The House Ethics Committee admonished Rep. Matt Gaetz, R-Fla., for a 2019 tweet against Michael Cohen that suggested the former attorney to President Trump was unfaithful to his wife and had “girlfriends.”
Gaetz had already apologized for the tweet that he issued before Cohen’s testimony before Congress and said his words were not meant to be construed as threatening to a witness. On Friday, he took the reprimand “with humility” while also noting his big primary election victory earlier this week.
“The Ethics Committee has given me an admonishment,” Gaetz said in a statement to Fox News. “My fellow Northwest Florida Republicans gave me 81 percent of the vote on Tuesday. I accept both with humility.”
Representative Matt Gaetz, R-Fla.
Following an ethics investigation, the bipartisan House panel voted unanimously to “admonish” the Florida Republican for his conduct but declined to take any harsher action.
The Ethics Committee report released Friday said that Gaetz’s actions violated House code of conduct rules that members must “conduct themselves at all times in a manner that reflects creditably on the House.” The ethics panel said the rule applies to electronic communications and House members are “cautioned to exercise sound judgment when using social media.”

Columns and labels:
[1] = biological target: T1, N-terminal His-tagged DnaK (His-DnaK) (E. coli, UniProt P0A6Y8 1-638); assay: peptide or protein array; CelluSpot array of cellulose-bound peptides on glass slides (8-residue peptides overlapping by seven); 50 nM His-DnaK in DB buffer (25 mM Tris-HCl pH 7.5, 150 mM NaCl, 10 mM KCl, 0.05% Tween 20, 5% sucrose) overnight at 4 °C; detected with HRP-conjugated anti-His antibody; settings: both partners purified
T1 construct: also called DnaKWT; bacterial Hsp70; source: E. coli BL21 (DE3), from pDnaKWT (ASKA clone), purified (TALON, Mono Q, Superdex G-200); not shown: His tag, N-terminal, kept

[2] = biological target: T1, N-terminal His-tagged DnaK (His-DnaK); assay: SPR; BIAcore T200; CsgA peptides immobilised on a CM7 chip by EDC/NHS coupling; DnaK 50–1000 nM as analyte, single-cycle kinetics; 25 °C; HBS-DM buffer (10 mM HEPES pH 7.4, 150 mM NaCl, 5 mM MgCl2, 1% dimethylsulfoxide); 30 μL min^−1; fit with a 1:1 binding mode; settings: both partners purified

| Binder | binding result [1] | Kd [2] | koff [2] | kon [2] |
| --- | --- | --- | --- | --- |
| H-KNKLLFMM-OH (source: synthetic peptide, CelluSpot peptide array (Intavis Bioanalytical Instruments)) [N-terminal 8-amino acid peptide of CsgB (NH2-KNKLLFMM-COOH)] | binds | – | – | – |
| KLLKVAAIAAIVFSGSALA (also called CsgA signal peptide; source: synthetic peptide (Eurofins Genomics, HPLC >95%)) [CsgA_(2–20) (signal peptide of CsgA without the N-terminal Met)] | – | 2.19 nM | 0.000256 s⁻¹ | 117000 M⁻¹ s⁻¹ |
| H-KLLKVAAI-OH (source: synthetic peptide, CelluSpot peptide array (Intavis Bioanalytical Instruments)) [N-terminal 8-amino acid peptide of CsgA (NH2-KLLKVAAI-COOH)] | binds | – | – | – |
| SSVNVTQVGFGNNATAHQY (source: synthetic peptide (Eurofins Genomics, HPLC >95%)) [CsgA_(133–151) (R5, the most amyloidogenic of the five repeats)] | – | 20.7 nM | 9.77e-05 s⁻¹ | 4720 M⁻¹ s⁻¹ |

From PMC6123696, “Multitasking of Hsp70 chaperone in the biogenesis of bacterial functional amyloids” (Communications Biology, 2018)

The ethics investigation didn’t find that Gaetz tampered or obstructed with a congressional witness, though.
Gaetz deleted the original tweet directed at Cohen, in which he wrote: “Do your wife & father-in-law know about your girlfriends? Maybe tonight would be a good time for that chat. I wonder if she’ll remain faithful when you’re in prison. She’s about to learn a lot…”
Gaetz previously apologized to Cohen and his family and the committee’s report noted the congressman’s “remorse.”
“I want to say publicly what I’ve said privately to Michael Cohen and to his family, that I’m sorry,” Gaetz said on Fox News March 1.
“It’s entirely appropriate to test the truthfulness of a witness, but that could’ve been done in a way that didn’t invoke someone’s family, and I shouldn’t have done it.”
In this Feb. 27, 2019, file photo, Michael Cohen, President Donald Trump’s former lawyer, testifies before the House Oversight and Reform Committee, on Capitol Hill in Washington. Mueller found some evidence in the redacted report released Thursday, April 18, that suggests Trump may have intended to discourage Cohen from cooperation. But he reached no conclusion on whether Trump obstructed justice. (AP Photo/Alex Brandon, File)
Cohen was convicted of several charges, including campaign finance violations in connection with hush payments made to women who claimed to have had affairs with Trump in the past. He started serving his sentence in May 2019 and was scheduled to be let out in November 2021, but he was released this year to home confinement.
Lanny J. Davis, who represented Cohen, slammed Gaetz’s tweet at the time as a shameful lie and one that would not sit well with the Floridians whom the lawmaker represents.
“We will not respond to Mr. Gaetz’s despicable lies and personal smears, except to say we trust that his colleagues in the House, both Republicans and Democrats, will repudiate his words and his conduct,” Davis said in a statement to Fox News.
“I also trust that his constituents will not appreciate that their congressman has set a new low — which in today’s political culture is hard to imagine as possible.”
Fox News’ Brooke Singman, Chad Pergram and Stephen Sorace contributed to this report.